Grilling 89-Year-Olds in Their Homes

This was my situation when Christine Blasey Ford and her pack of trained journalists began hunting me in September 2018. One of the prospects that appalled me was that Rick and his family might get drawn into the nonsense. My fears were confirmed when he and I came home one night. A New York Times reporter had appeared at the front door and talked her way into the house. Then she went on to interrogate Rick’s 89-year-old mother about what I was like in high school. No exaggeration: reporters are sociopaths.

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Rick was livid. Not at me, but at the media. Soon reporters were also blowing up his phone. As I said, Rick has a sailor’s mouth. He’d spent twenty years dealing with rowdy drunks in bars. You can imagine these reporters each got an earful.

To convey Rick’s interactions with the media on this Christian website it’s probably necessary to use euphemisms. For each time Rick used a profanity that suggested the target do something anatomically impossible, I’ll use the phrase “tomato juice.”

Rick’s encounters with reporters usually went like this.

“Hi Rick, this is Andrew Sleazoid from the Washington Post … ”

“Tomato juice.”

“I understand you have known Mark Judge your entire life … ”

“I got nothin’ to say to you.”

“If you just let me help you understand why you should … ”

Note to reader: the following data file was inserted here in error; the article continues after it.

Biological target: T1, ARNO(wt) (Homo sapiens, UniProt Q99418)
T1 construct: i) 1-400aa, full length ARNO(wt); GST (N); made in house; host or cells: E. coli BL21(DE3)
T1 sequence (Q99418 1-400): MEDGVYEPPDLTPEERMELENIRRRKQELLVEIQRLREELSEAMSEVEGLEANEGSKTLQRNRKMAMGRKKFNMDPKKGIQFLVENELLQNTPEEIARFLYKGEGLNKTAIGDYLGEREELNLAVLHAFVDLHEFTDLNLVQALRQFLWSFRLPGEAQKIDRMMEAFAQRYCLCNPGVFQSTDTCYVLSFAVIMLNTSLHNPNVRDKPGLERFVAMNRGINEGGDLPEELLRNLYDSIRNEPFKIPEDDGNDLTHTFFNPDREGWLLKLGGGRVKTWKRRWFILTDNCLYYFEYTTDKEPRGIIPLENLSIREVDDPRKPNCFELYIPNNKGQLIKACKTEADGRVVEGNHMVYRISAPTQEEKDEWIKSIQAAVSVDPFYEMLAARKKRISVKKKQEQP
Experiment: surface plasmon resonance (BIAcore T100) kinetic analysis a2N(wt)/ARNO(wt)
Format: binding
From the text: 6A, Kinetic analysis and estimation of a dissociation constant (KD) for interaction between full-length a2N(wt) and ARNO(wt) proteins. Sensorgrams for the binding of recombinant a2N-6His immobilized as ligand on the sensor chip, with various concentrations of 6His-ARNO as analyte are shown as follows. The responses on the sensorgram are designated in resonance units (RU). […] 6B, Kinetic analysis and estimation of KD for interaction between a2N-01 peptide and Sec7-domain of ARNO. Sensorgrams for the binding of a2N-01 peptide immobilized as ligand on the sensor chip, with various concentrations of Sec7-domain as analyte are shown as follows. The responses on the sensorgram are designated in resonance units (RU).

“Tomato juice!!!” Click.

Some Loser with a Ponytail and a Notebook

Then a reporter from the Washington Post made the mistake of showing up at Rick’s house. Not his mother’s house, where I was staying, but the rural Virginia house where Rick lives with his wife and dogs.

Rick was bartending at the moment, but a neighbor tipped him off that some loser with a ponytail and a notebook was snooping around. Rick suggested the neighbor advise the reporter to … tomato juice.

Then Rick’s phone rang. It was the Post reporter. “I just have two thing to say to you,” Rick said. “Everybody on my street hates the media, and everybody on my street owns a gun.”

At that point the reporter saw the neighbor approaching. Being a member of the media he had probably never seen a genuine firearm before. He beat a quick retreat.

“I Just Need You to Trust Me.”

I went to the bar where Rick works and told him I needed to hang out by the beach for a couple days just to try and not get killed by politicians and the media. I was planning on a motel. Rick reached into his pocket and produced a key to his mother’s beach house. I couldn’t believe his generosity.

In a lot of movies there’s a scene where the protagonist is almost out of options. He goes to an old friend and says to them, “I can’t really get you involved in this. I just need you to trust me. I need a car and a place to stay for a few days.” The friend replies, “You need a few bucks with that?” That’s the kind of guy Rick is. The kind of guy our media hate and fear.

 

Mark Judge is a writer and filmmaker in Washington, D.C.